Kubernetes Challenges for Developers - Part II
In part I of Kubernetes Challenges for Developers, we discussed five of the most common challenges that developers face when working with the Kubernetes framework. These challenges included: Manifest Management, Application Lifecycle Update, Volume Management, Dynamic Parameters and Kubernetes Cluster Bootstrapping.
This article further explores five more limitations that are posed by the Kubernetes framework.
As Kubernetes enjoys widespread adoption and increased usage, understanding these new complexities and limitations becomes increasingly important. Only when one understands the crucial challenges of this framework can they truly utilize its complete potential. Let us have a detailed and comprehensive view of these five challenges and understand them better.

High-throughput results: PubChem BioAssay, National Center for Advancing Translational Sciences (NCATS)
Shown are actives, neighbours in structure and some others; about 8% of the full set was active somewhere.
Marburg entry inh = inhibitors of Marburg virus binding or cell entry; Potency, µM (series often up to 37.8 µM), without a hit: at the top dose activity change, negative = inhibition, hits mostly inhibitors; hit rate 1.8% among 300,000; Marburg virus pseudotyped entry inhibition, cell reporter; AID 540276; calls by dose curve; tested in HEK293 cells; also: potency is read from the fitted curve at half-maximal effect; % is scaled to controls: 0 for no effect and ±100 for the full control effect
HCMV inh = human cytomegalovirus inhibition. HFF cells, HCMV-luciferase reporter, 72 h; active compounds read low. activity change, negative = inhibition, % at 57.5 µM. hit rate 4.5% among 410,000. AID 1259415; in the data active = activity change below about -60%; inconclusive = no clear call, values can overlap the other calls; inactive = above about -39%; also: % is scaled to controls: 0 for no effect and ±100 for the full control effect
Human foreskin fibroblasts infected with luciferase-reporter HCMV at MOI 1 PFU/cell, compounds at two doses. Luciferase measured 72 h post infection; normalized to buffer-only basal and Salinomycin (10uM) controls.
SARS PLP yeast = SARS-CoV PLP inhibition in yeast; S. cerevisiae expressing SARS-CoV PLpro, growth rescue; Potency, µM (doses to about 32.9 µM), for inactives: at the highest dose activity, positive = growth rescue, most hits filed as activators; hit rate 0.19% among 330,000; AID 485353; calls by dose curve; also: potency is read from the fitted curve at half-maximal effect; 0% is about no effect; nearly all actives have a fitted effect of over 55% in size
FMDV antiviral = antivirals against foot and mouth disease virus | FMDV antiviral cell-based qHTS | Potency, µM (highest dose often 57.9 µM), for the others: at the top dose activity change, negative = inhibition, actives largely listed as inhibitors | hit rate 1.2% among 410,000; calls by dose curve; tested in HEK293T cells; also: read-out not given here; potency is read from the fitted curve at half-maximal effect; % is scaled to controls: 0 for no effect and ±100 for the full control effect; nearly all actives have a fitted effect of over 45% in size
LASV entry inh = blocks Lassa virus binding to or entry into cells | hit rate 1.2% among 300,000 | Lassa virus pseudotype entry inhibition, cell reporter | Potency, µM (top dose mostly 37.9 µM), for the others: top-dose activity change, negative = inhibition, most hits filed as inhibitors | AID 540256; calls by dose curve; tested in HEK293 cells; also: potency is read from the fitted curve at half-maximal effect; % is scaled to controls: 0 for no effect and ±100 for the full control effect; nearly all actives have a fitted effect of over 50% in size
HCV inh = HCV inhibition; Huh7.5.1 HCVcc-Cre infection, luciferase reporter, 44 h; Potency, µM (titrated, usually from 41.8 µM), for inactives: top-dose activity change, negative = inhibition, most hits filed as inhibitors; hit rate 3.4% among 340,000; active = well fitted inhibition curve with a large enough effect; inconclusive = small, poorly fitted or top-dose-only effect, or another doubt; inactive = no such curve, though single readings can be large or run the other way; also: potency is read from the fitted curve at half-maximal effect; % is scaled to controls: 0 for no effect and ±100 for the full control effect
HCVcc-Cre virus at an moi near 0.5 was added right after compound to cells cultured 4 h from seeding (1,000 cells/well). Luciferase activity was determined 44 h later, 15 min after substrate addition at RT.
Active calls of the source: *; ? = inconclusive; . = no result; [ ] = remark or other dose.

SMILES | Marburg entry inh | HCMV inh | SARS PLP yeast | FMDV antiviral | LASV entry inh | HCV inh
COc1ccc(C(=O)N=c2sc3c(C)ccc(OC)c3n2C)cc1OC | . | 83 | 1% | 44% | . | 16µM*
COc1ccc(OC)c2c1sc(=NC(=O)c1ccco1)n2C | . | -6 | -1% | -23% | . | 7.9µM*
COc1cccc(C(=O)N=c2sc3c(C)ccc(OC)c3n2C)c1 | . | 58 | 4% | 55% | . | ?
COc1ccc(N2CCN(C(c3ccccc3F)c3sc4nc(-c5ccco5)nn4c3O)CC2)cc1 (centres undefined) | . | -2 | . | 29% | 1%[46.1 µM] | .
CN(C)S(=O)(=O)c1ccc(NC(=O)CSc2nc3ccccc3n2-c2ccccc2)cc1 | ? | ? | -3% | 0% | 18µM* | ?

1. When you want to manage your cluster permissions
The RBAC or role-based access control mechanism enables developers to configure very specific sets of permissions. How users interact with the Kubernetes object is defined by this RBAC mechanism. This mechanism is also found built-in in the Kubernetes framework.
Three important elements need to be created when specifying permissions using the in-built RBAC mechanism. These elements include service accounts, roles, and roles binding. Further, specific RBAC configurations need to be made for all individual Docker containers.
When it comes to Docker containers, the developer needs to create bindings between the roles and service accounts to specify RBAC configurations. This entire process is incredibly time-consuming and effort-intensive. The configuration is highly susceptible to human errors and can lead to massive blunders if not taken care of properly.